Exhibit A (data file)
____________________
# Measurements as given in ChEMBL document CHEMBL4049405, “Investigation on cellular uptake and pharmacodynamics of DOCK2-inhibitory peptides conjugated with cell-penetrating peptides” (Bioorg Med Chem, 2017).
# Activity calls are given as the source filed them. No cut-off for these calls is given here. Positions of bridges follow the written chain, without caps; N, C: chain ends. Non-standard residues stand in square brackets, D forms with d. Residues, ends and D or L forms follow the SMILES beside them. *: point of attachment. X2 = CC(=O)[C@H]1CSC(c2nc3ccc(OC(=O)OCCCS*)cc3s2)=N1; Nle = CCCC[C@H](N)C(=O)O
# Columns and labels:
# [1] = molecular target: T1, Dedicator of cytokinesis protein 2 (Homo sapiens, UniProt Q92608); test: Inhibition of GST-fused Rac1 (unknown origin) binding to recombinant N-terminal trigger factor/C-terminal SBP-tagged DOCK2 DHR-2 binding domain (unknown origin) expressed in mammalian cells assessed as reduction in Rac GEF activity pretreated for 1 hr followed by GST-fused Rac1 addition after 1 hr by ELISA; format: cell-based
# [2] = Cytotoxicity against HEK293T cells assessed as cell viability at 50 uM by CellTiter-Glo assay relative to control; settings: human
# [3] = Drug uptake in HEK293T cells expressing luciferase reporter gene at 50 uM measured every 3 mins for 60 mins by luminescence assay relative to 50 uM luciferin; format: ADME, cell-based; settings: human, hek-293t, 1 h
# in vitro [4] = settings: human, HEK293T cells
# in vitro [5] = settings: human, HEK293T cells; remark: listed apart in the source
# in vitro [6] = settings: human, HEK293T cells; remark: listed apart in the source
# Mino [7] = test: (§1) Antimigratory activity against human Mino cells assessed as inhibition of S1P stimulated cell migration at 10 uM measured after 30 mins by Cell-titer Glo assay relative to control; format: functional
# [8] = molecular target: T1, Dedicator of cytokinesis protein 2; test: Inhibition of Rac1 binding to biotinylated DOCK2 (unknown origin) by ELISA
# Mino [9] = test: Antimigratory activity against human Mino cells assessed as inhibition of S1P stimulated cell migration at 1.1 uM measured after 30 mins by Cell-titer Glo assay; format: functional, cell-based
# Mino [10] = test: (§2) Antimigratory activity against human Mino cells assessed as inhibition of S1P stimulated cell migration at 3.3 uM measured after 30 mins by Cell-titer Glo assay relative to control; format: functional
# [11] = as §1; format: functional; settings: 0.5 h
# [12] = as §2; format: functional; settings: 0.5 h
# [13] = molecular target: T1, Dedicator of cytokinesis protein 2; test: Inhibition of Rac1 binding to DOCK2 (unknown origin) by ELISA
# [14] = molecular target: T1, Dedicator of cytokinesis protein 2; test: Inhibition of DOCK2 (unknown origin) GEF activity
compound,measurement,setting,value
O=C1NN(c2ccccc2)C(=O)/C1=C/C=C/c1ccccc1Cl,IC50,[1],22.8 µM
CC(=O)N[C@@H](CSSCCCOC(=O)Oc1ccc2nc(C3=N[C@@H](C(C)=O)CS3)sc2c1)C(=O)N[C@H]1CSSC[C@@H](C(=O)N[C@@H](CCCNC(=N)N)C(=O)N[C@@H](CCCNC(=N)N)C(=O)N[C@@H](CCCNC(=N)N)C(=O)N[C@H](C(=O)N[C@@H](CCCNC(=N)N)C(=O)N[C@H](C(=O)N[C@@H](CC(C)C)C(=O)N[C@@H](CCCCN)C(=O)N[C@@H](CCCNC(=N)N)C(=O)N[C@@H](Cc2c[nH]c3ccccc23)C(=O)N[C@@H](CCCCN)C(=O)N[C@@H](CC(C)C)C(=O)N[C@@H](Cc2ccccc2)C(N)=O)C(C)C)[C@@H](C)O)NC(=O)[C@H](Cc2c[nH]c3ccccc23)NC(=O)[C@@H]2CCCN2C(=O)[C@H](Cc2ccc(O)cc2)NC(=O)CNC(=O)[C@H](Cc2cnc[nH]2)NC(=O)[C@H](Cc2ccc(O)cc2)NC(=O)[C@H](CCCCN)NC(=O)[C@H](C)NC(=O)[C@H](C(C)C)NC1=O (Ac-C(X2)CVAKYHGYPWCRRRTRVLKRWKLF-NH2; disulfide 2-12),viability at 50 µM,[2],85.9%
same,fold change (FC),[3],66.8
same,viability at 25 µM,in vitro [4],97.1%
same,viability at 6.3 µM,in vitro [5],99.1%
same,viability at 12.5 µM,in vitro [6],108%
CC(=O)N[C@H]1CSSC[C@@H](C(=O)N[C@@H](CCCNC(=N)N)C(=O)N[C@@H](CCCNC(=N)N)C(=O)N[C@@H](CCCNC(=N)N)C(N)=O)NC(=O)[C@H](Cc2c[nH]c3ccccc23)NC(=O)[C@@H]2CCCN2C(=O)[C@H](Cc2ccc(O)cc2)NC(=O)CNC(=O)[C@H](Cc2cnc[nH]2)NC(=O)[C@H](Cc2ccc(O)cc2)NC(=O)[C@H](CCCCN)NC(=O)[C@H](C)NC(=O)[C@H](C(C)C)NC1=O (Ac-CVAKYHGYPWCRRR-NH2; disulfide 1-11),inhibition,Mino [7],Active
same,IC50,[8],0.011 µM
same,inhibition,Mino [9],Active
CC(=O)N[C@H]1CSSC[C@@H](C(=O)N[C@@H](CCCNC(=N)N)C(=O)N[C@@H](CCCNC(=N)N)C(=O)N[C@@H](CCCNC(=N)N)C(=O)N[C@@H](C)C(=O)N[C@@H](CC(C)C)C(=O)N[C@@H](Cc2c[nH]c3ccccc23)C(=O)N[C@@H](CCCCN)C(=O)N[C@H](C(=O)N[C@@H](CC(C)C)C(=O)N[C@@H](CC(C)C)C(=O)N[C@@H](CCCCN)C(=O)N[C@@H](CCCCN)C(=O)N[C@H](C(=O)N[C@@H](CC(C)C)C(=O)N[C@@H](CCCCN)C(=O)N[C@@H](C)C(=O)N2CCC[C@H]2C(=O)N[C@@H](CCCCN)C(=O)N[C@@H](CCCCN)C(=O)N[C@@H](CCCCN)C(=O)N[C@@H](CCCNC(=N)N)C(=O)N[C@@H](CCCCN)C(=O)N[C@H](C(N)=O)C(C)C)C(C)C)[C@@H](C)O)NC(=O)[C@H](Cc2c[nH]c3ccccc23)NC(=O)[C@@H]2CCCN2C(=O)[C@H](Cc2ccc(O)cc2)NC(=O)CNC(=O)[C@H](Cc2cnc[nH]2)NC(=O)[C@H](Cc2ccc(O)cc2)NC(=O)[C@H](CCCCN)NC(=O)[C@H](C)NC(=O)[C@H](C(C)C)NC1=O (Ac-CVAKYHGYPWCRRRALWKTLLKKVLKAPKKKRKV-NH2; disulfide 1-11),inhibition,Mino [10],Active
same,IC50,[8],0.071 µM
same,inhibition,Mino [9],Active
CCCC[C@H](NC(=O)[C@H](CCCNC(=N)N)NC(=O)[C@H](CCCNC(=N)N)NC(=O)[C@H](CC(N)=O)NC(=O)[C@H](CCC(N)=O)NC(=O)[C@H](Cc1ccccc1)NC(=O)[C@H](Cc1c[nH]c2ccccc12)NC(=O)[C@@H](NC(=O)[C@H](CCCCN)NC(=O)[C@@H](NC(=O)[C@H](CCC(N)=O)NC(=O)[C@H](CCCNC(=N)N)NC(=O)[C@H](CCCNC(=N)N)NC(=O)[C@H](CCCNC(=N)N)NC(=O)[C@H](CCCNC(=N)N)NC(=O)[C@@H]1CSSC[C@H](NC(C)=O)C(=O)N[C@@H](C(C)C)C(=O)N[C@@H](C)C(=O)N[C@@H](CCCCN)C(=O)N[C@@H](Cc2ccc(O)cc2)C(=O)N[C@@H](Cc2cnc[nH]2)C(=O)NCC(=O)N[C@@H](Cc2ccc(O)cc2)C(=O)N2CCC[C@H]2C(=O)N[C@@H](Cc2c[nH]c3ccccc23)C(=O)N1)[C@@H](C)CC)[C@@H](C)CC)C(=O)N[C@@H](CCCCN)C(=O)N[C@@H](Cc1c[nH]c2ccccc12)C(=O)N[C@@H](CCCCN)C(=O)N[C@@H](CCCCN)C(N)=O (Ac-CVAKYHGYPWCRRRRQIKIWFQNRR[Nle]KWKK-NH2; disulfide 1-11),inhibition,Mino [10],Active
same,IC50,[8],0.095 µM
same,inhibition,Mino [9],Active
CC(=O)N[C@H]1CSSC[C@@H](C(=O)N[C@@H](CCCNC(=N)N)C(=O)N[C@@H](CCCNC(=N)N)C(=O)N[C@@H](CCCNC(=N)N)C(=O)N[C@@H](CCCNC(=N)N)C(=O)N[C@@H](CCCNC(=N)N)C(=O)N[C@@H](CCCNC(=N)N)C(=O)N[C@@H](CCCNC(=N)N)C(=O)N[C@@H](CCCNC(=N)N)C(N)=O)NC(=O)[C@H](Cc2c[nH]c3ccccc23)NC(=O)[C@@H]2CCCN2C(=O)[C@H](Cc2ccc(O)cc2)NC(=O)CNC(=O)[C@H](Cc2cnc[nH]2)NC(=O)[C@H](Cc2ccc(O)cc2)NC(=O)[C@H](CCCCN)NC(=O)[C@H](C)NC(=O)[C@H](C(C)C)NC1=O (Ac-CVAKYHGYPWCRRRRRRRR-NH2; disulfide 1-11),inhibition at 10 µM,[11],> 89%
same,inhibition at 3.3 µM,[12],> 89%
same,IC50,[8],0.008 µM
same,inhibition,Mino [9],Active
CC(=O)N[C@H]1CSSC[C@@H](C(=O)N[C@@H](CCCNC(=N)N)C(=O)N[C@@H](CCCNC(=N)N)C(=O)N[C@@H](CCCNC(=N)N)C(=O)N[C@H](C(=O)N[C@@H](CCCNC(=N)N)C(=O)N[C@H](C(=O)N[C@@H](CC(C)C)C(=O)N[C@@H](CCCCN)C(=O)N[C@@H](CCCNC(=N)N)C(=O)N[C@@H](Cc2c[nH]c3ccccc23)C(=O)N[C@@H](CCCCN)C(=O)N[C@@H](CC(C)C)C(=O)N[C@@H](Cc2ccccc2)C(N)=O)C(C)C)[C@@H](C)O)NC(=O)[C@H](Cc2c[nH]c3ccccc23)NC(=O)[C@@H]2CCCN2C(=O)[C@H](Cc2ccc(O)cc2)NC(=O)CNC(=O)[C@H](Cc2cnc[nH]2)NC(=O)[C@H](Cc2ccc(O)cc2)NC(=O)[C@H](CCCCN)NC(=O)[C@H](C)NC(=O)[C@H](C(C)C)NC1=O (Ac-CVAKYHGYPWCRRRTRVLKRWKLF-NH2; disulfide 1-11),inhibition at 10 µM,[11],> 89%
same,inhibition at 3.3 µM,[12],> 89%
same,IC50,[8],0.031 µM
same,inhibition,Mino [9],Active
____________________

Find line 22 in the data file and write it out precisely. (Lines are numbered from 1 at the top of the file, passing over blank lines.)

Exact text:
same,viability at 25 µM,in vitro [4],97.1%